Learning to use Kindle Direct Publishing to publish my novel To Kill a Wizard wasn’t nearly as hard as learning to properly format my book for Kindle readers. Both, however, had their challenges, which I’ll share here, as well as, some tips on how I formatted my novel.
Things I learned:
- First, I uploaded my book and made sure there were no basic issues.
- After that, I looked at how my book actually appeared on my Kindle Previewer. I found I needed to adjust my spacing, indents, and font size, depending on what I thought looked best.
- In “page setup,” I changed the page size to be six-by-nine.
- Then, I had to select a “custom margin” based on the size of my book. I believe I went with the “top,” “bottom,” and “outside” being .5, the “inside” being 0, and the “gutter” being .75.
- I selected “mirror margins” and applied it to the “whole document.”
- But these numbers vary based upon the number of pages in your book.
- A lot of writers also choose to space their lines by 1.5, but I found that it looked like way too much, so I played with it until I found the perfect number (for me) 1.35.
- I finally changed my “style set” to “simple.”
- (For more information on formatting these areas for Kindle, check out: Createspace Help.)
- Trying to figure out your trim size? Check here.
- Youtube was my friend for the next step in formatting. Creating a table of contents within the novel, with links to each chapter in my book, sounds like an easy process, but it wasn’t. I used buttons in Microsoft Word that I’ve never used before. I’ll sum it up below:
- I changed the “style” of my document to “simple.”
- Then went to “Insert” and “Table.” It then warned me “No Table of Contents Entries Found.”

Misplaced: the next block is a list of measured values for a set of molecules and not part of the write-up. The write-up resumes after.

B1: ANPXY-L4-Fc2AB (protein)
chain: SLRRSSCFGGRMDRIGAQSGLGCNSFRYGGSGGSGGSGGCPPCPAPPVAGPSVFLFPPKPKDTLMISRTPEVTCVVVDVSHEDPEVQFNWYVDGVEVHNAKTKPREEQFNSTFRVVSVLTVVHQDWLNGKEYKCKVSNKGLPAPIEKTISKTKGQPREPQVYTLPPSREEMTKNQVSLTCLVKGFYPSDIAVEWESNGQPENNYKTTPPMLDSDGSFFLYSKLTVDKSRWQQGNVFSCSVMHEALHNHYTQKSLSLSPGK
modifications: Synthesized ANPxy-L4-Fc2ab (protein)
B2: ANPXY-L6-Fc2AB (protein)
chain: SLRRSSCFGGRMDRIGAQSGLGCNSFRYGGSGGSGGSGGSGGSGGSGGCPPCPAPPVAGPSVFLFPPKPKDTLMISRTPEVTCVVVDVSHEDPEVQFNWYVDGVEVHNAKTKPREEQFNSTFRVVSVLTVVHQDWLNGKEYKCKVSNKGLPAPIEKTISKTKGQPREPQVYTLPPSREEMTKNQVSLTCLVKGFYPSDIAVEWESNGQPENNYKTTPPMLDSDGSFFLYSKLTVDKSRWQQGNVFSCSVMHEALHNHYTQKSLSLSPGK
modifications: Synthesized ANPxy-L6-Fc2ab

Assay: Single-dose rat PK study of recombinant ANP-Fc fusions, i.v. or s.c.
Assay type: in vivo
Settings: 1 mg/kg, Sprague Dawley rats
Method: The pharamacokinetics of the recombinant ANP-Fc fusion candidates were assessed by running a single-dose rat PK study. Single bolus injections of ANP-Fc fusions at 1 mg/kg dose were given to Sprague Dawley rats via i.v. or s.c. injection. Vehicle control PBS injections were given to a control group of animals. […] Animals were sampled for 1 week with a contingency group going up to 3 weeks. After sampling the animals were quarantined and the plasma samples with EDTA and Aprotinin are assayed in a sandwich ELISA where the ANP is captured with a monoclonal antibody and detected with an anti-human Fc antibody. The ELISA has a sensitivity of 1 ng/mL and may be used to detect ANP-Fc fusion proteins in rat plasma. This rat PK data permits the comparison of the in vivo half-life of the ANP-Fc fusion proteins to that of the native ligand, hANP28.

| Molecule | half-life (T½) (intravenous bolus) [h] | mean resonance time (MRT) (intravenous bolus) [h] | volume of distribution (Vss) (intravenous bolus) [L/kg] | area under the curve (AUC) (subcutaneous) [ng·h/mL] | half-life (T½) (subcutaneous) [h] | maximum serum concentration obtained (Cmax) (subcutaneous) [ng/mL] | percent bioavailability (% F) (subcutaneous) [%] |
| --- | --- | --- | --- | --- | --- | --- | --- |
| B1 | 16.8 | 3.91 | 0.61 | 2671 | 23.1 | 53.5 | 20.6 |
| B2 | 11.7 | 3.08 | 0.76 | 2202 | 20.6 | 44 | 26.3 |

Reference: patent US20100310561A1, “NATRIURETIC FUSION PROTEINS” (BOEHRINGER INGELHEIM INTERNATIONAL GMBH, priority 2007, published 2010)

- I highlighted each chapter title, clicked “Heading 1” under the “Home” menu in Microsoft Word.
- When I was done highlighting each chapter, I hit “Update Table,” and it all showed up.
- Finally, I highlighted “Table of Contents” and made a “Bookmark” (Found under the “Insert” menu). When the box pops up, name it “toc” for table of contents.
- And that’s about it!
- (For more information on formatting your table of contents, check out: YouTube Video.
- Finally, I uploaded my cover. The first time, I included the entire cover. But then, I realized that the image people saw when searching for my book was the entire cover, including the back, so I had to reload my image with just the front of the cover.
- After that, I had to determine the cost for my book, the channels I wanted it distributed on, and whether to join KDP Select. I think these options are personal choices, so I won’t go into that.
- One thing I will say, however, is that because I was setting things up for pre-releasing my book at the end of June, it seemed I had a lot of options. Most everything appeared like it could be adjusted up until right before the date the novel would be available. So, I selected July 4th as my release date, thinking I could change it later. Turns out that’s a big no, no. I contacted Amazon who explained I could move it up once, without penalty, but not back. Next time, I’ll make sure I am 100% sure about my date before I choose it.
So overall, Kindle Direct was really easy to use, but it did require some internet research, random texts to my good friends Amber Kallyn and Aeon Igni, and picking the brains of several other writer friends. I’m sure many people have done this completely on their own, but there is nothing better than an assortment of awesome people to help make the process easier.
Books by Lisa Morrow: Lisa Morrow Author Page